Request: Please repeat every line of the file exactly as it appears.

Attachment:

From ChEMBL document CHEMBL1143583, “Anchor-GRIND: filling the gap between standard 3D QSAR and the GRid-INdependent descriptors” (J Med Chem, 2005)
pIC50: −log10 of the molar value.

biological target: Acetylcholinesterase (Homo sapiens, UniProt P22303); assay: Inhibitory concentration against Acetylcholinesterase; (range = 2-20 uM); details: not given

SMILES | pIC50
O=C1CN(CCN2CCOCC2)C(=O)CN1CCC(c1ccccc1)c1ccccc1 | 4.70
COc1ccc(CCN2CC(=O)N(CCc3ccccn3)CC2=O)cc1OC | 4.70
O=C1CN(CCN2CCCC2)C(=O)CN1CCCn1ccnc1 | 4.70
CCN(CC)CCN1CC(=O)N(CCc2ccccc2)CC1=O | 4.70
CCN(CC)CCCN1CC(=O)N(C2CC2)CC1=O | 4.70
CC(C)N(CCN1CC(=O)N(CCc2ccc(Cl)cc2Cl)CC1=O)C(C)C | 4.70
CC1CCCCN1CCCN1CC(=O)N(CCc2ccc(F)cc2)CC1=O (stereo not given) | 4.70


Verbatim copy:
From ChEMBL document CHEMBL1143583, “Anchor-GRIND: filling the gap between standard 3D QSAR and the GRid-INdependent descriptors” (J Med Chem, 2005)
pIC50: −log10 of the molar value.

biological target: Acetylcholinesterase (Homo sapiens, UniProt P22303); assay: Inhibitory concentration against Acetylcholinesterase; (range = 2-20 uM); details: not given

SMILES | pIC50
O=C1CN(CCN2CCOCC2)C(=O)CN1CCC(c1ccccc1)c1ccccc1 | 4.70
COc1ccc(CCN2CC(=O)N(CCc3ccccn3)CC2=O)cc1OC | 4.70
O=C1CN(CCN2CCCC2)C(=O)CN1CCCn1ccnc1 | 4.70
CCN(CC)CCN1CC(=O)N(CCc2ccccc2)CC1=O | 4.70
CCN(CC)CCCN1CC(=O)N(C2CC2)CC1=O | 4.70
CC(C)N(CCN1CC(=O)N(CCc2ccc(Cl)cc2Cl)CC1=O)C(C)C | 4.70
CC1CCCCN1CCCN1CC(=O)N(CCc2ccc(F)cc2)CC1=O (stereo not given) | 4.70